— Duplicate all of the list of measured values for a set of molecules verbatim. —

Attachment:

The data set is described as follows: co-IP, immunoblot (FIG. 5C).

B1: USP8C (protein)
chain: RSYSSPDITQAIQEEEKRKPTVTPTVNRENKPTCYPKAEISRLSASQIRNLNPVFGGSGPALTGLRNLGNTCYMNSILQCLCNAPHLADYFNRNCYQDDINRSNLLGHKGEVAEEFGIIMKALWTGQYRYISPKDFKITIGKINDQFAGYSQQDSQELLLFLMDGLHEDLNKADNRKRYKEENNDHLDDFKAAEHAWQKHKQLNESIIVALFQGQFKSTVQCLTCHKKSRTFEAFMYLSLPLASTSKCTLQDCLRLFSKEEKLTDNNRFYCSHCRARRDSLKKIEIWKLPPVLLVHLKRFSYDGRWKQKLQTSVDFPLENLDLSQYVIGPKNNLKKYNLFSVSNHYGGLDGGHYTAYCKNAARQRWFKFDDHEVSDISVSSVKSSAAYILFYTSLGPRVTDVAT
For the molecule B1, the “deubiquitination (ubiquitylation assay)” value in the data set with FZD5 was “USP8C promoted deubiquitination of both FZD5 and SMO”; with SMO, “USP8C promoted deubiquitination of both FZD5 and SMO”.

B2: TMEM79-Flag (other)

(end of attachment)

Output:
The data set is described as follows: co-IP, immunoblot (FIG. 5C).

B1: USP8C (protein)
chain: RSYSSPDITQAIQEEEKRKPTVTPTVNRENKPTCYPKAEISRLSASQIRNLNPVFGGSGPALTGLRNLGNTCYMNSILQCLCNAPHLADYFNRNCYQDDINRSNLLGHKGEVAEEFGIIMKALWTGQYRYISPKDFKITIGKINDQFAGYSQQDSQELLLFLMDGLHEDLNKADNRKRYKEENNDHLDDFKAAEHAWQKHKQLNESIIVALFQGQFKSTVQCLTCHKKSRTFEAFMYLSLPLASTSKCTLQDCLRLFSKEEKLTDNNRFYCSHCRARRDSLKKIEIWKLPPVLLVHLKRFSYDGRWKQKLQTSVDFPLENLDLSQYVIGPKNNLKKYNLFSVSNHYGGLDGGHYTAYCKNAARQRWFKFDDHEVSDISVSSVKSSAAYILFYTSLGPRVTDVAT
For the molecule B1, the “deubiquitination (ubiquitylation assay)” value in the data set with FZD5 was “USP8C promoted deubiquitination of both FZD5 and SMO”; with SMO, “USP8C promoted deubiquitination of both FZD5 and SMO”.

B2: TMEM79-Flag (other)